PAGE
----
• Desk dividers. The rise of open-plan office design stripped out dividing walls between cubicles and brought employees a little closer together. Now walls are making a comeback. Enclosed personal spaces enable social distancing and can be complemented by shared spaces where project work and collaboration can happen.
  • Office cleaning. The return to the office can only happen with enhanced hygiene measures and frequent cleaning. De-densification reduces clutter around the office, making it possible to safely access surfaces and to know when desks will be unattended and ready for cleaning.
  • Contactless appliances. As well as giving each employee more personal space, a de-densified office should try to reduce contact with high-touch surfaces as much as possible. NFC keycards can replace touchpads, while appliances in shared areas, such as coffee and vending machines, can be upgraded to contactless alternatives.

De-densification with social distancing in mind

Nobody is certain how long current social distancing requirements will last. There’s a chance we might never go back to pre-pandemic office densities, whether that’s because of government guidelines, employee preferences, or both.

As well as helping to achieve flexibility in the workplace, de-densification plays a key role in social distancing. Rearranging desks places employees more than six feet apart and creates space for one-way traffic systems. Offices with lower occupancy experience less crowding in busy spots such as restrooms, kitchens, and elevator waiting areas.

Home office as a de-densification solution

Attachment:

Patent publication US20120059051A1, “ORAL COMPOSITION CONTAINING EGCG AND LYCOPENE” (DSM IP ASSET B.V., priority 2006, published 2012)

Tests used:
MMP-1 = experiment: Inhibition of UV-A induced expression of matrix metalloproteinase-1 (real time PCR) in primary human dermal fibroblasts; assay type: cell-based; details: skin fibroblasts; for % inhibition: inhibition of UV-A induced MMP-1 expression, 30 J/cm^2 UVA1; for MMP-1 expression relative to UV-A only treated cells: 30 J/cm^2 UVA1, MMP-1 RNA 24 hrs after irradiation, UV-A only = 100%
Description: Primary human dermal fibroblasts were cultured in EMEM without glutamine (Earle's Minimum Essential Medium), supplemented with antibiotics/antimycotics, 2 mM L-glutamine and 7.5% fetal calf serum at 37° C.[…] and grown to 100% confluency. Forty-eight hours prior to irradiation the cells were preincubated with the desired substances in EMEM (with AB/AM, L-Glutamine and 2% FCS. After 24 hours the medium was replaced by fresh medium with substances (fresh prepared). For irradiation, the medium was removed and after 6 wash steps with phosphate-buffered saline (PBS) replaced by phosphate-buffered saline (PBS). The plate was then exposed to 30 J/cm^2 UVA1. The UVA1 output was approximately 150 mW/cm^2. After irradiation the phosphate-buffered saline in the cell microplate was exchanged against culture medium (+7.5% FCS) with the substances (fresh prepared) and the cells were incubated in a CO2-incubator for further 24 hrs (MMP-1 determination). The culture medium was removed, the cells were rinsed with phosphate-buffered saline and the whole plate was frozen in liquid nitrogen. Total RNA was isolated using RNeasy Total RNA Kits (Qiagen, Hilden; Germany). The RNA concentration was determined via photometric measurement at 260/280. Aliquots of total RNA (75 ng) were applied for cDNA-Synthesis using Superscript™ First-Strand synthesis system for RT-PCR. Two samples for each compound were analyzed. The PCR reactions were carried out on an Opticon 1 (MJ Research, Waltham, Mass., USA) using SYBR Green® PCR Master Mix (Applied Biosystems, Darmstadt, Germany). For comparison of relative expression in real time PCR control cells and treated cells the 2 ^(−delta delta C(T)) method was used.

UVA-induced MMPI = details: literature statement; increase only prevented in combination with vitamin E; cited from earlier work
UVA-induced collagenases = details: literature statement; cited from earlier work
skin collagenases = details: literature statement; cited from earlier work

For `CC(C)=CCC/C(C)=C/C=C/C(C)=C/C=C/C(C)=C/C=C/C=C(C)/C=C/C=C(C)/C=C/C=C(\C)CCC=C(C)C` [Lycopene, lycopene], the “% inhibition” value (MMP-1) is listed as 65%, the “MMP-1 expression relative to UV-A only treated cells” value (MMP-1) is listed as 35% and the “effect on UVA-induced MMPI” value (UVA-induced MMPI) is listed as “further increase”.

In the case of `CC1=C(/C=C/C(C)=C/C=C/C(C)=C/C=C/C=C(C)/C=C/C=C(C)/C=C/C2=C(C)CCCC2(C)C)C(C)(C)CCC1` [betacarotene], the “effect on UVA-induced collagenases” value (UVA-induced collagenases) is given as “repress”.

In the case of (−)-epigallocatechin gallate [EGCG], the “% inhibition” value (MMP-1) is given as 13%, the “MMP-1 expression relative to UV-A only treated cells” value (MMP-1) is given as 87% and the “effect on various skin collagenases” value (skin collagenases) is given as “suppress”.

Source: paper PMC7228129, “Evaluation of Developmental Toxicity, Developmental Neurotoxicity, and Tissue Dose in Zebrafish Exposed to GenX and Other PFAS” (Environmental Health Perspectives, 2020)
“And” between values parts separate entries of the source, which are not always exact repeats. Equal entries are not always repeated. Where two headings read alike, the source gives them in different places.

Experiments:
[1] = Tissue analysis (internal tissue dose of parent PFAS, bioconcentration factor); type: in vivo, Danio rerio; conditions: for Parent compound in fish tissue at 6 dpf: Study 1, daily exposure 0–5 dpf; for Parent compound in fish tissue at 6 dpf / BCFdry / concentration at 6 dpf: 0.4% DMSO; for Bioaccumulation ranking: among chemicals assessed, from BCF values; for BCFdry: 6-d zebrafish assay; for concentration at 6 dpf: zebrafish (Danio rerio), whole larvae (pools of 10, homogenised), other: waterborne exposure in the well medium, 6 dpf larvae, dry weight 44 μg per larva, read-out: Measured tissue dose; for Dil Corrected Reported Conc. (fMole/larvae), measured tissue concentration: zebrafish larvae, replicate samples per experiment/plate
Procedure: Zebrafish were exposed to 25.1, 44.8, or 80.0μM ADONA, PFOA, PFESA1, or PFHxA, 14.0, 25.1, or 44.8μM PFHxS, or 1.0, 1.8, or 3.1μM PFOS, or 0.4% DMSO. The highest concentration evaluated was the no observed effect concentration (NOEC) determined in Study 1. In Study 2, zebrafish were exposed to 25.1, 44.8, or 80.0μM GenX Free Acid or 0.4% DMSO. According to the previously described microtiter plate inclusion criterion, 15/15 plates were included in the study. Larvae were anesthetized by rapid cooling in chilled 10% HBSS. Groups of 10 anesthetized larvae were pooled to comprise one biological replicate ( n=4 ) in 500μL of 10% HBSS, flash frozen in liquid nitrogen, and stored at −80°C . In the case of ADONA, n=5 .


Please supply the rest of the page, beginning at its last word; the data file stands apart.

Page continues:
Hybrid offices allow employees to split their time between working from the office and working from places other than the office. By continuing to lean into this flexible mode of working even after COVID-19 restrictions are lifted, companies can reduce the number of workers needed in the office at any one time and use that headroom to de-densify without expanding.

WeWork Cerro Cora 2175 in São Paulo.

But transitioning to a hybrid office doesn’t have to mean your employees work from home. Satellite offices and coworking spaces near where your employees live can offer productivity-enhancing workspaces away from the potential distractions of home, while still providing the benefits of remote working: shorter commutes, more autonomy, and a better work-life balance.

How WeWork can help you de-densify your office with WeWork All Access and WeWork On Demand

If you don’t have the physical floor space to safely return all of your employees to the workplace at once, de-densification is still an option—and it doesn’t require being locked into long-term leases or costly build-outs.

By moving some employees to a satellite office, or by providing workers with a dedicated workspace closer to their homes, businesses can quickly de-densify their existing space. 

WeWork offers flexible office solutions for businesses that need some extra room to reduce office density and maintain social distancing for their teams. With WeWork All Access, you can give your employees a dedicated workspace or open a satellite office in any one of hundreds of WeWork locations around the world. 

For last-minute flexibility, WeWork On Demand gives you access to stylishly designed workspaces and meeting rooms in dozens of cities across the United States, with no monthly commitment to worry about. 

You can search, book, and pay for available office space from $29 per day with the WeWork On Demand app. To get started, download the app and create an account to begin exploring WeWork On Demand locations near you. To unlock hundreds of WeWork locations globally, visit WeWork All Access and try out one month for free. 

Steve Hogarty is a writer and journalist based in London. He is the travel editor of City AM newspaper and the deputy editor of City AM Magazine, where his work focuses on technology, travel, and entertainment.